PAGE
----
entire system will need to be reworked or replaced (and would probably require adding mounting
    points on the forks and stays to accomodate a later style of brake system, which may further require
    a different set of levers). The forks and stays are probably not far enough apart to accommodate any
    but the narrowest of 26" tires. It should also be noted that 26" wheels come in several diameters
    that are not interchangeable and which do not accept the same sizes of tire.

    The bottom line is simple: If you want a 26" bike, buy a 26" bike. Trying to turn an old 27" into a
    26", while not necessarily impossible, is a task for only the mechanically adept and technically
    astute to undertake...and none of them are likely to want to try.

    --
    My email address is antispammed; pull WEEDS if replying via e-mail. Yes, I have a killfile. If I
    don't respond to something, it's also possible that I'm busy.
     
  5. Erik Brooks

    Erik Brooks Guest

    "Nick Hindle" asked: There seems to be a much larger range of
    > tyres and spares for the 26" wheel. Anyone have any thoughts on changing my wheels from 27 to
    > 26 inches?
    >

    Many folks have changed from 27 inch to 700C wheels, which is a more logical change than going to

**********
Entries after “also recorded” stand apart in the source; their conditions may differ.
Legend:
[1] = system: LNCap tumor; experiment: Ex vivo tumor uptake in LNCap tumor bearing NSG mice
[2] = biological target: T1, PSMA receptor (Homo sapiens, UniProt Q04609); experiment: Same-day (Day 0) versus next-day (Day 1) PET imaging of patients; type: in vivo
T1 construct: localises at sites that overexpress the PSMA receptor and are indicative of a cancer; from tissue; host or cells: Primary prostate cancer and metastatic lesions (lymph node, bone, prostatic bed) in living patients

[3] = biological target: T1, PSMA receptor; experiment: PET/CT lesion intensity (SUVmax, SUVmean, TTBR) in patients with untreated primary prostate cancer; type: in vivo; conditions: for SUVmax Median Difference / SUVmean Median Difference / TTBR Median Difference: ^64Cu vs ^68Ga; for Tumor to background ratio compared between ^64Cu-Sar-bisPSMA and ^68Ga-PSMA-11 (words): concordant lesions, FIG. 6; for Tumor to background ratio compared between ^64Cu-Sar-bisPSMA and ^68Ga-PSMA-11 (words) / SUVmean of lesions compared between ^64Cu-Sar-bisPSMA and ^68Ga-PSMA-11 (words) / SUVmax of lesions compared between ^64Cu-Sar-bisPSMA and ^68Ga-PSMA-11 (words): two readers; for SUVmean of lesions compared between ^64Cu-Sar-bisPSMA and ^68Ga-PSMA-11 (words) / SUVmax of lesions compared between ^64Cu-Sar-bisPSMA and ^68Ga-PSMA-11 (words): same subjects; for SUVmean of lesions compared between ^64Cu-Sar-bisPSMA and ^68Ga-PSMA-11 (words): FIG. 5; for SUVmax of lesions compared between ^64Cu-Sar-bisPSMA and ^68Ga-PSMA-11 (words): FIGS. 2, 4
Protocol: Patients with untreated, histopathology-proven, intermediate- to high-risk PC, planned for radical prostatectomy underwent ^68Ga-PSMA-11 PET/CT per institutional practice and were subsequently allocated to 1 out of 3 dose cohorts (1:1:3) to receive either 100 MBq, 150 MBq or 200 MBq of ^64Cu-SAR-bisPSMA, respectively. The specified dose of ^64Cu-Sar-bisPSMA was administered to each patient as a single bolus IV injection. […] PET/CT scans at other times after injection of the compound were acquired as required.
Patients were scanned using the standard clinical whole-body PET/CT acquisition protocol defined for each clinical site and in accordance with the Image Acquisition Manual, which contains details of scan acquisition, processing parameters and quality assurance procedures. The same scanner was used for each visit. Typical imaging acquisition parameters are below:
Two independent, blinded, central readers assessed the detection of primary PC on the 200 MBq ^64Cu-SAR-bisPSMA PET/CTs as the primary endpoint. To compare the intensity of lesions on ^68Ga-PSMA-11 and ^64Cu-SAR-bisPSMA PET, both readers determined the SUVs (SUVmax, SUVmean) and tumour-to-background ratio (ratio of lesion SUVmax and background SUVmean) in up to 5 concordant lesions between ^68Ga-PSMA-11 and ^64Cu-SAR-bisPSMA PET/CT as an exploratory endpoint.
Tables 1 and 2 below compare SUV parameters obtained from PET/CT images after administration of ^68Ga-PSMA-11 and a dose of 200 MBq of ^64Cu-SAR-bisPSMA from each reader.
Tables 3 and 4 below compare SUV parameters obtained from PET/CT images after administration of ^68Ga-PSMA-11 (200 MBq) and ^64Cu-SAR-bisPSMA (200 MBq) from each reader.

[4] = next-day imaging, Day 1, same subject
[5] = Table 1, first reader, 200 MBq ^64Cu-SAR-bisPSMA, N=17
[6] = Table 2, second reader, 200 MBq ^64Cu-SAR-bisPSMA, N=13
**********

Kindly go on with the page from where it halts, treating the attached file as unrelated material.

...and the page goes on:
26, as the difference from 27 to 700c is very small. That does still require that you change your
    brake calipers to ones with longer reach, however.

    I did, just for the heck of it, put some 26 inch wheels onto a bike that uses 27 inch wheels. The
    brake pads came to the middle of the tires, so it was obviously unsafe, and I only rode a couple of
    blocks of totally level pavement. The bike felt quite noticably lower, even though the seat etc must
    have actually been only 1/2 inch lower.

    Also, I have 3 bikes that have 27 inch wheels in good condition, and I have had no problem finding
    27 inch tires for them. I've built a stash of about 6 or so good quality 27 inch tires that I get
    new for maybe $5 apiece. Ask your LBS if they have some in the back room that they'd like to clear
    out. I see no reason to change my bikes from 27 inch. OTOH, I would not choose one of these bikes
    for a round the world tour, because of tire compatibility reasons. But for a 2 week tour, I'd take
    my 27 inch tire touring bike, with one folding spare.

    So my advice to you is that if your wheels are in good condition, just buy a few good tires and ride
    what you have.

    Erik Brooks, Seattle
     
  6. Why not just change to 700C?

    This way you can probably use the same brakes AND have a large variety of tires.

    Lewis.

    ************************

    "Nick Hindle" <[email protected]> wrote in message
    news:<[email protected]>...
    > My bike has 27" x 1 3/4" wheels. There seems to be a much larger range of tyres and spares for the
    > 26" wheel. Anyone have any thoughts on changing my wheels from 27 to 26 inches?
    >
    > Thanks!
     
  7. Dave Rut

    Dave Rut Guest